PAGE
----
Longtime AMSAT Area Coordinator, Net Control Operator, and ARISS Mentor Keith Pugh, W5IU, SK

It is with great sadness that we announce the passing of ARISS team member Keith Pugh, W5IU. Keith spent his life on Earth as a true gentlemen…serving others, enjoying friendship and relationships, and supporting his passions…amateur radio, flying and most importantly his love of God and all the great things on this Earth.

Those that knew Keith considered him a Texan through and through. But truth be told, he was born and raised in Dodge City, Kansas. After college, he left Kansas and settled permanently in the Fort Worth, Texas area where picked up that Texas accent and welcomed us into his world. And it is in Texas where he passed away on May 24, 2019.

Active with AMSAT and Amateur Radio satellites since the 1980’s, Keith jump-started his passion for amateur radio on human spaceflight missions in 1991, when the Space Station Mir was in orbit and Soviet ham radio operators were talking to the world-wide amateur radio community. Keith helped install a Soviet Space Exhibit in Fort Worth in 1991 and he hosted Musa Manarov U2MIR’s visit to the USA. Ultimately, Keith joined the ARISS team in 2004, where he has provided support as one of our operations leaders, technical mentoring numerous schools and ARISS contact organizations and providing his warm friendship and guidance to all in our team. Keith also attended several of our ARISS International meetings, including our 2008 ARISS-I meeting in Moscow and Kaluga.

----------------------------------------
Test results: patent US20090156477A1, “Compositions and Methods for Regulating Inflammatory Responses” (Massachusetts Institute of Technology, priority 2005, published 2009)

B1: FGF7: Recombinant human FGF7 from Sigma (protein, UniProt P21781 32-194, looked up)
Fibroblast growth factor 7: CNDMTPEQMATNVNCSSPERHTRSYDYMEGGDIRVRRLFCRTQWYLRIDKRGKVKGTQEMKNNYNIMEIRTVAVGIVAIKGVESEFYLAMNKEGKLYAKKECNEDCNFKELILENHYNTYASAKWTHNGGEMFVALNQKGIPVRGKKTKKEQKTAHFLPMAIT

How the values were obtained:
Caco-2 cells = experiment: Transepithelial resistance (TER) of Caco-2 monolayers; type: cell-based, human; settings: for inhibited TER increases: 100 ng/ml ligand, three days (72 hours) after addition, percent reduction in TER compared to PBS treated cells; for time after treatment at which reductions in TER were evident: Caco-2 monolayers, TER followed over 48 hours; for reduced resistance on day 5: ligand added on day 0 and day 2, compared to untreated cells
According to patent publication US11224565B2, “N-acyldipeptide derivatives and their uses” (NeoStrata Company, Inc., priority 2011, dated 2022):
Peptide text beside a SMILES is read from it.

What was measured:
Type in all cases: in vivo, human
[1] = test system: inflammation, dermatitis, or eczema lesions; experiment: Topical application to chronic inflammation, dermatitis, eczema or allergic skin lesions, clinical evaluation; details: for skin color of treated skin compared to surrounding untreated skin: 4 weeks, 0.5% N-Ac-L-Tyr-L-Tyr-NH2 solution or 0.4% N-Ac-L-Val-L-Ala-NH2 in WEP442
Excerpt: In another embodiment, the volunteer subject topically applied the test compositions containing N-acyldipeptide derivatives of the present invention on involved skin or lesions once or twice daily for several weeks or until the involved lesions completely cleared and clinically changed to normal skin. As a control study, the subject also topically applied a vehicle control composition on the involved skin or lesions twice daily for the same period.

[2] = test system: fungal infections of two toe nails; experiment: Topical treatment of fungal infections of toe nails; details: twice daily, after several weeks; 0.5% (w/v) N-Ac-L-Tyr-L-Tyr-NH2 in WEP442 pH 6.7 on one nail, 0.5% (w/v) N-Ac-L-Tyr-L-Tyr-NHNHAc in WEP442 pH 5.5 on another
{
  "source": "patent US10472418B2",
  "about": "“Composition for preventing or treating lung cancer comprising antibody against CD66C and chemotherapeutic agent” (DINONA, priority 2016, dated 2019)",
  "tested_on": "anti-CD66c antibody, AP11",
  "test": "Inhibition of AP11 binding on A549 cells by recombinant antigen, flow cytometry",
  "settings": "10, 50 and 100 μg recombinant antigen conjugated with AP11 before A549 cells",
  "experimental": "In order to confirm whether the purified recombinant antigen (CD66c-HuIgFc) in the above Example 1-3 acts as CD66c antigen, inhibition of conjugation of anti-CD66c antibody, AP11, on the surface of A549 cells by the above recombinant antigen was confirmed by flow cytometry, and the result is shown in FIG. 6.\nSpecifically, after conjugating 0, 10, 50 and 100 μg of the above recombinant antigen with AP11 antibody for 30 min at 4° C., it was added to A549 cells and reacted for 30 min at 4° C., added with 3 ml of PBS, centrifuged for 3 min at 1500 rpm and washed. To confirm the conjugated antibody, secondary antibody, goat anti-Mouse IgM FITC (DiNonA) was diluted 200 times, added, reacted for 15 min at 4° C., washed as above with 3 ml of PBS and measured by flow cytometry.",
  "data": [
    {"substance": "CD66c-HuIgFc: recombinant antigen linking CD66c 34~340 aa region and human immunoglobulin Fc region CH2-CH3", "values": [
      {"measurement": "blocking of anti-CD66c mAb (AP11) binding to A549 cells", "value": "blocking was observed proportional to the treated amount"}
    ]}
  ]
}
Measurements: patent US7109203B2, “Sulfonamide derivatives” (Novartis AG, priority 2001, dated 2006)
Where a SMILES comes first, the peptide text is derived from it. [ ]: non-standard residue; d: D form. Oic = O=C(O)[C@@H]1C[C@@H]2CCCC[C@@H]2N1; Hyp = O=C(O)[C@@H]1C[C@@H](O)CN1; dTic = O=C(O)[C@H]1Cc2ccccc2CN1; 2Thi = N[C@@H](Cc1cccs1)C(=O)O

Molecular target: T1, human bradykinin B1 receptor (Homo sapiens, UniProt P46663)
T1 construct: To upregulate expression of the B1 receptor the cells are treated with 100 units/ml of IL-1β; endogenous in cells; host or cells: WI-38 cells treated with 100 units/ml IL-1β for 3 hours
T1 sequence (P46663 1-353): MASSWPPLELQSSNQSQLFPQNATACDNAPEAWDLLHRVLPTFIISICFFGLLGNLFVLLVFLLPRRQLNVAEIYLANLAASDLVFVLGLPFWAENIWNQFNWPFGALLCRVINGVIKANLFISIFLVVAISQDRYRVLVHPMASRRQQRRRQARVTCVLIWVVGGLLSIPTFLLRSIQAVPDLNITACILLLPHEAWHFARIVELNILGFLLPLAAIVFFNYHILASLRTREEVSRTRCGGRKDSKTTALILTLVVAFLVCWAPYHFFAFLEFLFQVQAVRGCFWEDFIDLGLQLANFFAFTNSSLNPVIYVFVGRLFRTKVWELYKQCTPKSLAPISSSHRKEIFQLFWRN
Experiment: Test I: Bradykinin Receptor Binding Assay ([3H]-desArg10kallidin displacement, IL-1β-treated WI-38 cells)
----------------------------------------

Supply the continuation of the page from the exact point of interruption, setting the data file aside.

Keith Pugh. W5IU, conducting a satellite demo

Many of us were aware of Keith’s cancer. But, Keith being Keith, he kept most of his pain and suffering to himself. He remained joyful and humble until his death. In fact, just a few days before his death–this past Tuesday, Keith signed into the ARISS International teleconference, apologizing that he came in late. None of us knew this would be our last dialog with such a close friend and outstanding member of our team.

As I stated, one of Keith’s passions was flying as a private pilot. In fact for one of his vacations he flew a Cessna aircraft around Australia. As a fellow pilot, I know that Keith must have been an avid fan of the poem “High Flight” written by John Gillespie Magee Jr. Paraphrasing this poem:

While we mourn the loss of our good friend, Keith Pugh, let us joyfully reflect on the fact that Keith has